What it Means When a Dog Has “That Guilty Look”

September 10, 2014

guilty iconoclast resizedBy Langley Cornwell

Most people who share their lives with dogs know what I mean when I say “that guilty look.” It’s the look your pet takes on when you come home to a tipped over kitchen garbage can, with the inedible remains of last night’s dinner scattered all over the floor.

When you arrive, your dog will likely greet you at the door with his head hanging low, his ears pinned back, and his eyes wide open, looking up at you. His tail may be low and wagging slowly or tucked under his behind. He may even be crouching slightly. This posture is different from his usual enthusiastic, jovial greeting that involves slobbery kisses from him and CANIDAE Pure Heaven Biscuits from you. You know, just by looking at your dog, that he feels guilty for digging through the trash, even though you know you should have wrapped up those chicken bones before throwing them into the garbage can.

Well, here’s a news flash: “that guilty look” is not what you think it is. In fact, your dog does not know he’s done anything wrong, especially if you didn’t catch him in the act, so as far as he’s concerned he doesn’t have anything to feel guilty about. And it’s time to clear up another common assumption people mistakenly make about dog behavior: dogs never do anything bad to “get back” at their owner. Your dog did not dig through the garbage because he was mad at you for leaving him at home.

One of the multitudes of things that make dogs so wonderful is that they do not understand human emotions like guilt and spite. Those negative characteristics have no place in a canine’s repertoire. When you understand and fully comprehend the fact that your dog will never behave out of guilt or spite, you will be able to deal with such situations with more compassion and grace.

guilty  Stacey Cavanagh resizedHere’s the scenario – you walk into your house after a long day at work and there’s garbage strewn all over the floor. You will probably be pretty upset. And then there’s Fido acting shy and, well, guilty. Remember, your dog is sensitive and keenly attuned to your actions and energy. He will notice the high pitch in your voice and your erratic body movements. He will sense your anxiety. He will understand your heavy sigh. So when your dog demonstrates what you’ve come to think of as “that guilty look,” what his posture is really communicating is that, while he’s happy to see you, he knows you are upset with him.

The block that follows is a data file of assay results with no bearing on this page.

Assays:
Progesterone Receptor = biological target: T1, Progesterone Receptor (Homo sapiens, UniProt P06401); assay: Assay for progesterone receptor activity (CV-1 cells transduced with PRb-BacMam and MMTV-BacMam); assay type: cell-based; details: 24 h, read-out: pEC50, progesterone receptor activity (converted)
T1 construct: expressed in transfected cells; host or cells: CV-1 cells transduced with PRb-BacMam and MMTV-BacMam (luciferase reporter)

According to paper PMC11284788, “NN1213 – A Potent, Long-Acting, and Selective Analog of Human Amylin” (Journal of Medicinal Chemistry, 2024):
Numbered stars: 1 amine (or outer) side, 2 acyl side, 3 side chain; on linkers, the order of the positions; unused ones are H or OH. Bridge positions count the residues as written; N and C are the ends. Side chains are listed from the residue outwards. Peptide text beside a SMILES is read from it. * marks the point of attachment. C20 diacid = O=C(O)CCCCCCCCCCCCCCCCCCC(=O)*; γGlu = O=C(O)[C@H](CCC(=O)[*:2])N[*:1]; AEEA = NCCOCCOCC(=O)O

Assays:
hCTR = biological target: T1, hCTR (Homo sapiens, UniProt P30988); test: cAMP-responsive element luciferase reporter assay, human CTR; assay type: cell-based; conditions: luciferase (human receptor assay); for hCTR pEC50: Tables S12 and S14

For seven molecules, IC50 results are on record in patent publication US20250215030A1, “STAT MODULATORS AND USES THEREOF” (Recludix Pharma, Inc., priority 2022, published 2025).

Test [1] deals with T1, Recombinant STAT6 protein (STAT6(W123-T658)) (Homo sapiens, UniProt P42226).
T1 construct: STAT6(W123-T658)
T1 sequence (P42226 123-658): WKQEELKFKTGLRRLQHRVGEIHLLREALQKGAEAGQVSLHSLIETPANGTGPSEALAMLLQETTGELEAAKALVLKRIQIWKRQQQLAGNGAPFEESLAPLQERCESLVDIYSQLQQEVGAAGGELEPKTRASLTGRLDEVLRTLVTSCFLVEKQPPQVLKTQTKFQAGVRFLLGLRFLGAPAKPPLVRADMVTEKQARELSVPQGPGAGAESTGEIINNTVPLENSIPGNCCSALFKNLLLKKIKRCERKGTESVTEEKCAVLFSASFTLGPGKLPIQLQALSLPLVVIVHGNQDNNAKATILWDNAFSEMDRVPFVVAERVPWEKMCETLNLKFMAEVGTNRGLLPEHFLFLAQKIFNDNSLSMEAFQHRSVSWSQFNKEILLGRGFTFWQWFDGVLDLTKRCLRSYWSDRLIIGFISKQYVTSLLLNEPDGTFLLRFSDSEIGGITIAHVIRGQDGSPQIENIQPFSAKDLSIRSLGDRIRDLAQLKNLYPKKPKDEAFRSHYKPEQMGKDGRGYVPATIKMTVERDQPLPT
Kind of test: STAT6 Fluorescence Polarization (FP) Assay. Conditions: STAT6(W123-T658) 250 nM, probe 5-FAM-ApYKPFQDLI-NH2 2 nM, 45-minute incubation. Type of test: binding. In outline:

Even though your pet understands that you are angry with him, he does not know why. And no matter what you do, it will be impossible to make him understand why. A dog will never comprehend why you are pointing at the strewn garbage and scolding him. That is why it is fruitless and irresponsible to correct your dog for an error after the fact; he will not make the connection between the mess and the reprimand.

So even though you are upset—and let’s face it, anybody would be—you must remember that your dog doesn’t know he did anything wrong, and punishing him for something he did as little as five minutes ago is useless. “That guilty look” isn’t what you thought it was before you read this article. The only option you have is to greet your dog neutrally, clean up the mess, and find a better, more secure place to keep the kitchen garbage can. Or invest in a trash can with a more secure lid.

Top photo by an iconoclast/Flickr
Bottom photo by Stacey Cavanagh/Flickr

Read more articles by Langley Cornwell

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Comments

  1. This reminds me of my dog Max when he digs our garbage can and things were totally messed. It made me angry but when I look at his face (guilty face), It made me laugh and I was no longer angry. I think it’s my fault too cause I forgot to check if the garbage can was totally close.